Connecting Spine Instability to Pathological Vertebral Fractures
In new research, a team from Beth Israel Deaconess Medical Center (BIDMC) and Harvard Medical School has looked at the relationship between kinematic instability and pathologic vertebral fractures in patients with metastatic disease of the spine. Their work, “Large Lytic Defects Produce Kinematic Instability and Loss of Compressive Strength in Human Spines,” appears in the May 19, 2021, edition of The Journal of Bone and Joint Surgery.
When OTW asked why this relationship has not been previously explored, Ron Alkalay, Ph.D., who holds appointments at both facilities, commented, “Historically, research regarding the effect of a lytic lesion on the strength of human spines has been focused on simple mechanical assessment under quasi-static compressive loading.”
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“Our motivation for evaluating the association between the lesion-mediated mechanical instability and the degradation of the spine's strength,” added Dr. Alkalay, “stems from our assumptions regarding the pathomechanics underlying the clinical observation of increased spine instability as a driver for mechanical pain in patients with metastatic disease of the spine.”
For this study, the research team mechanically simulated two patterns of lytic defects on cadaver spines (24 3-level thoracic and lumbar segments) from female donors (aged 47 to 69 years) and assessed them in axial compression (180 N) and axial compression with a flexion or extension moment (7.5 Nm).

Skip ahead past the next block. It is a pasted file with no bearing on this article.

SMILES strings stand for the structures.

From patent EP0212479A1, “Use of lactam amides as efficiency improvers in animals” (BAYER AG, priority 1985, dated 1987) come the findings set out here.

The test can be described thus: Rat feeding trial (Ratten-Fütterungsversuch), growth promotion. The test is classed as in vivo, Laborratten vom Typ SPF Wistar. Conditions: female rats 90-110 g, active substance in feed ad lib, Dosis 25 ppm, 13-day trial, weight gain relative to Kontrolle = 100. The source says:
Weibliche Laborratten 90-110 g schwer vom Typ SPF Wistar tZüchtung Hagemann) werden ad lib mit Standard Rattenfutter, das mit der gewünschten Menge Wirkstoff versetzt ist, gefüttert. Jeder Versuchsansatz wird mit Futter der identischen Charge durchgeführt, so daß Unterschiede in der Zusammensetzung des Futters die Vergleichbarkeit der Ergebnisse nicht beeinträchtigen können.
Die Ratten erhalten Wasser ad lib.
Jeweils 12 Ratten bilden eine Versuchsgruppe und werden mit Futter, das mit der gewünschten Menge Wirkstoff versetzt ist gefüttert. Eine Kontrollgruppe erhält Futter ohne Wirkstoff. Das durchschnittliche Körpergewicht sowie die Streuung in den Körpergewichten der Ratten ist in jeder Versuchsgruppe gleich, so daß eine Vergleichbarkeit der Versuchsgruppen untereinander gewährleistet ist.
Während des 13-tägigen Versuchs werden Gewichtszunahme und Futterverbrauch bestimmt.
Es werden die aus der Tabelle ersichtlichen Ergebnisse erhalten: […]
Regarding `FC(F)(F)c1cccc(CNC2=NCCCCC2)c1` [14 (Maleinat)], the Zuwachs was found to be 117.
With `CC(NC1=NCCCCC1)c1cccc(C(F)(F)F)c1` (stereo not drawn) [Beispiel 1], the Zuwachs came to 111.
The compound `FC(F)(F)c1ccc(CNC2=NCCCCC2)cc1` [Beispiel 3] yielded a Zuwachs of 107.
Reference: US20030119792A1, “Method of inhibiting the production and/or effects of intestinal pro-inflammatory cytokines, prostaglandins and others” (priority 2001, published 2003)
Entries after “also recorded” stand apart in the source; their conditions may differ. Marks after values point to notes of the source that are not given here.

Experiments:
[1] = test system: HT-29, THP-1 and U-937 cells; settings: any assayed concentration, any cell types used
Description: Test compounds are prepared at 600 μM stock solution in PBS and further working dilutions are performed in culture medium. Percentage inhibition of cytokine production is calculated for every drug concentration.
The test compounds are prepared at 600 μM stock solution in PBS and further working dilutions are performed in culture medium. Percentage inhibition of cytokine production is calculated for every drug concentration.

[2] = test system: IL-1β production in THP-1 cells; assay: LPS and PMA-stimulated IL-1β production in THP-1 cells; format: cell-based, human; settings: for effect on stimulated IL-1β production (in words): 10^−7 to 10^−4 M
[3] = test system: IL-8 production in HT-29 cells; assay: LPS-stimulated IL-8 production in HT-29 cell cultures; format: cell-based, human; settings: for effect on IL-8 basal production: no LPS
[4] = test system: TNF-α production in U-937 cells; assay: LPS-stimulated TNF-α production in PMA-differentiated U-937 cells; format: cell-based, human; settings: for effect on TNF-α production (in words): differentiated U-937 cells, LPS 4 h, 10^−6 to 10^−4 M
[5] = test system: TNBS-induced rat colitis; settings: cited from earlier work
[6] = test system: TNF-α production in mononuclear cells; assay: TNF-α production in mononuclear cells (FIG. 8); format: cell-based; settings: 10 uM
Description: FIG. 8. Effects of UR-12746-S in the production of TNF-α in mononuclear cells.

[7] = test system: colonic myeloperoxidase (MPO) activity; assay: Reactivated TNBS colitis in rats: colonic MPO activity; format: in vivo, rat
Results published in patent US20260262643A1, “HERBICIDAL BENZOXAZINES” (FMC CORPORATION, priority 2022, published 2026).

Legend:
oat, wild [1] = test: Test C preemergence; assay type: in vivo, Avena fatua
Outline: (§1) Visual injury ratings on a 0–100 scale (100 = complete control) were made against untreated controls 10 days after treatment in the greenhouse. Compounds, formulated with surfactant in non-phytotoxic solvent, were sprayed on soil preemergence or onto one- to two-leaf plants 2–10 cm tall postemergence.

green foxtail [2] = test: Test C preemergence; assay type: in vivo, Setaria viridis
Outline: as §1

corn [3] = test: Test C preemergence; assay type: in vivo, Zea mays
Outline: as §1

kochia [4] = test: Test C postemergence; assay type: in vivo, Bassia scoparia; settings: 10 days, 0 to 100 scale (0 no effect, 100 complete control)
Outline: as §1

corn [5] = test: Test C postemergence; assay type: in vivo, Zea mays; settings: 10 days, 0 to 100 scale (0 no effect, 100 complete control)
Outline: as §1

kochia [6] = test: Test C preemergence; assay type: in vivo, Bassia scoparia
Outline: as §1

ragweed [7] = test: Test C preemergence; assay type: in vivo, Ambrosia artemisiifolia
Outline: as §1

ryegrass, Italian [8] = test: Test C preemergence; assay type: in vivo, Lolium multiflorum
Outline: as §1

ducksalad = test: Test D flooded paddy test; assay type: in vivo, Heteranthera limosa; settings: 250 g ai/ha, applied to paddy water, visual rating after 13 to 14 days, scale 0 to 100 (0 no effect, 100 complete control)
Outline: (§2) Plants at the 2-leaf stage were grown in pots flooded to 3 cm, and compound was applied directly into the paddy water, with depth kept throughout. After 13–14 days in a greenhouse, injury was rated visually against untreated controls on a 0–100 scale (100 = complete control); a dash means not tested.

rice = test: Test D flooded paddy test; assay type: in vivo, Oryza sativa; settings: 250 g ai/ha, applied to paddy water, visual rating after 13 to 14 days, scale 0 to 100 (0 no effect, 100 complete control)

The two lytic defects the team tested were: a vertebral body defect, corresponding to Taneichi model C (n = 13); and the model-C defect plus destruction of the ipsilateral pedicle and facet joint, corresponding to Taneichi model E (n = 11).
The team then retested kinematic response and compression strength. According to Dr. Alkalay, “Under a flexion moment, and for both models C and E, the lesioned spines exhibited greater flexion range of motion (ROM) and axial translation than the control spines.”
“Both models C and E caused lower extension ROM and greater axial, sagittal, and transverse translation under an extension moment compared with the control spines…model E, compared with model C, caused significantly greater changes in extension and torsional ROM under an extension moment, and greater sagittal translation under a flexion moment. For both models C and E, greater differences in flexion ROM and sagittal translation under a flexion moment, and greater differences in extension ROM and in axial and transverse translation under an extension moment, were associated with lower compressive strength of the lesioned spines.”
Co-author Mike Groff, M.D. summarized the team’s results to OTW, “We have shown that the extent of destruction of the vertebral body by lytic foci degrades the motion response of the human spine, signifying the degradation of the spines mechanical stability and that this degradation was associated with the loss of the vertebral body spine’s mechanical strength. This study allows clinicians to be more accurate in the assignment of risk for vertebral column collapse for patients presenting with large metastatic lytic defects in the spine.”